Apple's "bounced check" may lead to dismissal of German lawsuit against Samsung
There appear to be two problems with Apple’s bond. First, the signatures on the check, which was underwritten by Deutsche Bank, appear to have been signed by two individuals who don’t actually have the authority to sign it. Banks have a list of employees that are granted legal signatory powers – they can sign things that Deutsche Bank is legally obligated to. Obviously having signatures from other employees could invalidate the bond.
Second, and more seriously, Apple appears to have created wording authorizing the bond’s release that provides them with legal loopholes to avoid releasing the bond in certain cases where the court decisions was something of a tie, but where German law would still require Apple to cover Samsung’s court costs. Presiding Judge Andreas Voss expressed that the court was "unhappy" with Apple’s word-games, since German law is the sole arbiter of whether or not the bond is paid.
We should note that there’s no question that Apple could (and almost certainly would) pay the bond if the court requires them to. But the laws are in place for a reason, and Apple being the biggest company in the world doesn’t entitle them to special treatment. Having the wrong employees sign the bond is probably a mistake of Deutsche Bank, and Apple should rightly be upset if their case is thrown out due to that.
But given the comments by Judge Voss, Apple’s lawyers may have created a larger problem by trying to introduce wording that would “protect” Apple’s interests; after all, it isn’t up to Apple whether or not they pay out the bond, it’s up to the court. Adding weasel words that appear to modify the conditions under which the bond can be released seems to be nothing but an act of hubris on the part of Apple’s lawyers, and moreover one that could be quite costly – the case now stands a good chance at being dismissed without prejudice over the bad bond.
If that happens Apple will be free to sue Samsung again using the same patents, but they will be starting over from scratch, and any near-term leverage Apple hoped to gain over Samsung would be gone. We’ll be watching to see how this turns out, but either way it demonstrates that in the high-stakes mobile patent wars, anything can happen.
source: FOSS Patents
1. itiswhatitis (Posts: 419; Member since: 23 Jan 2012)
I won't be surprised if Apple sues Deutsche Bank if the case get dismissed
2. bvalde09 (Posts: 171; Member since: 22 Nov 2011)
And they will loss. I mean isnt the bank fault. LOL but your are right apple most likely will sue :D
4. groupsacc (Posts: 232; Member since: 28 Feb 2012)
This probably is the worst English paragraph that has ever been constructed in the history of mankind. Your ESL teacher would be ashamed of you.
11. crysiswarmonger (Posts: 78; Member since: 06 Feb 2012)
Shhhh... He is the one who signed the check.
17. ivanko34 (Posts: 617; Member since: 04 Sep 2011)
its not english its deutch-american
for me i understand and i like the way its wrritttten
18. jmoita2 (Posts: 930; Member since: 23 Dec 2011)
Aber wunderbar!!! Sind Sie aus Deutschland? Und dein English ist gut genug.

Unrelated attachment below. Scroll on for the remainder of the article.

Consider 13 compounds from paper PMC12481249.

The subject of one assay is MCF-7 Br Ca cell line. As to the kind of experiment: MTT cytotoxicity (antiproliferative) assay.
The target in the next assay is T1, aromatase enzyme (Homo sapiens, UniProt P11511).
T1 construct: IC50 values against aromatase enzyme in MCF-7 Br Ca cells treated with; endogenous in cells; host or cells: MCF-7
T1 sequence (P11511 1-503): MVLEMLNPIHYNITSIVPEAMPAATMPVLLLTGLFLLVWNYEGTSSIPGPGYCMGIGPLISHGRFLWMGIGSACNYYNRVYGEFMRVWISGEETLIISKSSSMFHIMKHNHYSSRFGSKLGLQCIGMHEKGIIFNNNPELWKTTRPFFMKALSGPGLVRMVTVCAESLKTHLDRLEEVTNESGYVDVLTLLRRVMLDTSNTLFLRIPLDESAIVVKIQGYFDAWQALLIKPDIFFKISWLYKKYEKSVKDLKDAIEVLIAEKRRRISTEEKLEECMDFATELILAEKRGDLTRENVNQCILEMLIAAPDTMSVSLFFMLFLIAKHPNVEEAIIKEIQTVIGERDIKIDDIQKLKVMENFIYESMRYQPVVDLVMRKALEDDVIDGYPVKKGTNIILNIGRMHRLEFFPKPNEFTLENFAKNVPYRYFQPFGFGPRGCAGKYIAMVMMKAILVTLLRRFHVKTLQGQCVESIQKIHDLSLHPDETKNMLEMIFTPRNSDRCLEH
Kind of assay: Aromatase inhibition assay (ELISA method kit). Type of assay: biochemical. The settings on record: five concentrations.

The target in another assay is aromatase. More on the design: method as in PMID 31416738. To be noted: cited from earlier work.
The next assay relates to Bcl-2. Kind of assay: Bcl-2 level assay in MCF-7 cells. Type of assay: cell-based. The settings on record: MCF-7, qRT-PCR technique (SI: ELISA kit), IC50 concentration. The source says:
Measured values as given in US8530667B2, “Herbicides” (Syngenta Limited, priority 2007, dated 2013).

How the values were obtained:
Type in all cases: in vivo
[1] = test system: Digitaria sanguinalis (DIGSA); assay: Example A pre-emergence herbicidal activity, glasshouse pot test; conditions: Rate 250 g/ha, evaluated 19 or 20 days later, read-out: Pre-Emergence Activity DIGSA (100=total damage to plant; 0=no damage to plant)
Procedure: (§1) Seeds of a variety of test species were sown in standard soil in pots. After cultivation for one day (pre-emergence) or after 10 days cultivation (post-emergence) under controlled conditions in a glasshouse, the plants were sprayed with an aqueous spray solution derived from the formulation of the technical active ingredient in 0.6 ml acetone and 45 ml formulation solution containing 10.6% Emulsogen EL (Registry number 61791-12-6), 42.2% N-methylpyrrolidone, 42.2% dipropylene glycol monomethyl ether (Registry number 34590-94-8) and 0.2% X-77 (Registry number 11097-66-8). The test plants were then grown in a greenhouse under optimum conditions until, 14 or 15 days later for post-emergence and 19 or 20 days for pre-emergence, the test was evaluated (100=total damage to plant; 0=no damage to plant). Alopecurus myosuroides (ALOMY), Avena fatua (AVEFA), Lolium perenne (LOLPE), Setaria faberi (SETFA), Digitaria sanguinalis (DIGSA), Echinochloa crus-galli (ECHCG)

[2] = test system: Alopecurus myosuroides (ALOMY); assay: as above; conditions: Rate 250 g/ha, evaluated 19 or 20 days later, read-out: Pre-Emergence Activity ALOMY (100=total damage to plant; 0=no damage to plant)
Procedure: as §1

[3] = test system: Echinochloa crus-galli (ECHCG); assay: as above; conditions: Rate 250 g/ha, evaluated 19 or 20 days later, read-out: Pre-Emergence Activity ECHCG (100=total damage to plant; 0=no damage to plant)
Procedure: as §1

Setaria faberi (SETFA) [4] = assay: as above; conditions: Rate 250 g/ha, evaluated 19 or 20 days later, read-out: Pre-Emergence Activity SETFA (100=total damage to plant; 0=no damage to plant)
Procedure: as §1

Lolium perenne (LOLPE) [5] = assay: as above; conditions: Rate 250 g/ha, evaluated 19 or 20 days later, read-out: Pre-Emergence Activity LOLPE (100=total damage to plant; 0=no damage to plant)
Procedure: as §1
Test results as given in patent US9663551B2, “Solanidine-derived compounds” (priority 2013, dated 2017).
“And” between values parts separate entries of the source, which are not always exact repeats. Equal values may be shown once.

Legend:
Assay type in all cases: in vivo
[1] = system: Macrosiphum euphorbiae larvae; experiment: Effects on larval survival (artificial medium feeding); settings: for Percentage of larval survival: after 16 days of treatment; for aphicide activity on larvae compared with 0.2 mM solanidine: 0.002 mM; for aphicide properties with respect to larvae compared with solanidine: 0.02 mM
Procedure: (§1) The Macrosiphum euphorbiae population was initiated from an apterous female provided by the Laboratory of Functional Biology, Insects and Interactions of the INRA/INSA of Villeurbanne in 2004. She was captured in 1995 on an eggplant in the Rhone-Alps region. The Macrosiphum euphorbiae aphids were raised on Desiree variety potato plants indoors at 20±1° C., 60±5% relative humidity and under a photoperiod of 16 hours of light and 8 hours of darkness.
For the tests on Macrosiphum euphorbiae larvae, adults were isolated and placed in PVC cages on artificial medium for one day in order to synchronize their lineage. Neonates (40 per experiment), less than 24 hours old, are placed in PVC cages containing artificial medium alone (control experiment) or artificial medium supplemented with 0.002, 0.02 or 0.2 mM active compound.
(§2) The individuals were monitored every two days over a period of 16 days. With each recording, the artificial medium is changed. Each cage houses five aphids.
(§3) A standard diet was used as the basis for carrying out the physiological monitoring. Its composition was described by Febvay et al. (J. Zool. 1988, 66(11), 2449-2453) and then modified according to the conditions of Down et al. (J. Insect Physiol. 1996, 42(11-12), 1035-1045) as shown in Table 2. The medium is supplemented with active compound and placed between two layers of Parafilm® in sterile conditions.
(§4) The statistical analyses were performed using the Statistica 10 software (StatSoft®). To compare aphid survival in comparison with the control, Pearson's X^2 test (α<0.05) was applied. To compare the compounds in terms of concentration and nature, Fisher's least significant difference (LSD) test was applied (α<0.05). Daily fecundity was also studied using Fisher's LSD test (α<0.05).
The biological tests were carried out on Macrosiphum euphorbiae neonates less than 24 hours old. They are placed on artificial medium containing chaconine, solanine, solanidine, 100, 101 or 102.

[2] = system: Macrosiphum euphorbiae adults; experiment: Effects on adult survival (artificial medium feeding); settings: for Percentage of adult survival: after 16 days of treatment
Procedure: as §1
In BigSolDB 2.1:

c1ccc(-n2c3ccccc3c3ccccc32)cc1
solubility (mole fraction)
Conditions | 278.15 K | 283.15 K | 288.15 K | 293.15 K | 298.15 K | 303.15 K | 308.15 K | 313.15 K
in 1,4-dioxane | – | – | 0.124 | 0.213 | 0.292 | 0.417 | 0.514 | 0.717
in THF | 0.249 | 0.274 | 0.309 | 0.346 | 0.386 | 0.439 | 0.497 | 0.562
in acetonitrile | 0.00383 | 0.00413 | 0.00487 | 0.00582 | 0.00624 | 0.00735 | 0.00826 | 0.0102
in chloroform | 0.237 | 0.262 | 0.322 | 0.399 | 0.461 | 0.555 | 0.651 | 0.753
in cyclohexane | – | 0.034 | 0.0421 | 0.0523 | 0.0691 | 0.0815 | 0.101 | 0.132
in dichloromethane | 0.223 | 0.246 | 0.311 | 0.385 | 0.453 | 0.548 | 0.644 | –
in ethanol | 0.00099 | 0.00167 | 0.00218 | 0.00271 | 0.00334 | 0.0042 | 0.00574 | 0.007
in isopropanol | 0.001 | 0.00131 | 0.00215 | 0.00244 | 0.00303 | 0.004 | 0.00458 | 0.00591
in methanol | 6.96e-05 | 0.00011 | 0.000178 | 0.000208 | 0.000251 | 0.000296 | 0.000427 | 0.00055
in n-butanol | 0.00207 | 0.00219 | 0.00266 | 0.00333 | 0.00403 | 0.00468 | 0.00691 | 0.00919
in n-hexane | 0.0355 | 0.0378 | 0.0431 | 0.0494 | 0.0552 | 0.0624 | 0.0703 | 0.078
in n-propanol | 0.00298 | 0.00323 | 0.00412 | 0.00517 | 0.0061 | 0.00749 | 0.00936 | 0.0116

23. bvalde09 (Posts: 171; Member since: 22 Nov 2011)
No Im not from German but I live there like 2 Years. But thanks for the comment Thumbs up for you
6. remixfa (Posts: 13902; Member since: 19 Dec 2008)
thats IF its DB's fault. There isnt any proof either way really. Only Apple and DB know what happened there.
20. ZEUS.the.thunder.god (unregistered)
wow... now thats magical..!!!
3. PackMan (Posts: 277; Member since: 09 Mar 2012)
Ha ha, serves you right icRaapple , hope you have to start again and then lose. It would make my day.
5. REYNER (Posts: 187; Member since: 10 Feb 2012)
im pretty sure apple would sue the bank for the bouncing check, sue themselves for getting a bouncing check, and sue the judge if she/he dismiss the case... troll!! hahahaha! LOL!! xD
7. darth8ball (Posts: 519; Member since: 02 Aug 2011)
But the laws are in place for a reason, and Apple being the biggest company in the world doesn’t entitle them to special treatment
First off Apple isn't the biggest company in the world,
secondly, Apple lawyers must be huge narsissistic meglomaniacs like the late Steve Jobs to try to get away with that crap.
Sorry Apple try try again. HaHa
13. Scott_H (Posts: 167; Member since: 28 Oct 2011)
There are a lot of ways to measure the "size" of a company, but market cap is one common measure and Apple is currently ahead of Exxon there.
8. remixfa (Posts: 13902; Member since: 19 Dec 2008)
regardless of whos right or wrong, if the court case gets thrown out for a bounced check by the company with the worlds deepest pockets, i will laugh from the irony.
9. darth8ball (Posts: 519; Member since: 02 Aug 2011)
I think 'bounced check' is a pretty poor choice of words by the author in this story.
improperly written check, or 'bad' check, invalid check all of these would decribe the situation better then 'bounced check'
16. Scott_H (Posts: 167; Member since: 28 Oct 2011)
Bounced check is only used in the title, and it's in quotes - it's described as an improperly executed bond everywhere else.
10. mas11 (Posts: 1015; Member since: 30 Mar 2012)
Haha only Apple could mange to bounce a check even thought they make insane amounts of money each year.
14. rnk.khch (Posts: 86; Member since: 30 Jan 2012)
One again apple liers are at work here to continue their long history of deceitfulness. They think they can trick everybody forever, sell garbage, and fill their pockets with cash.
21. darktranquillity (Posts: 284; Member since: 28 Feb 2012)
Ha ha, the moron's at apple trying to fool the judicial system with words!!:-D.
24. DrewVL (Posts: 15; Member since: 13 Jan 2010)
I almost fall off my desk after reading this LOL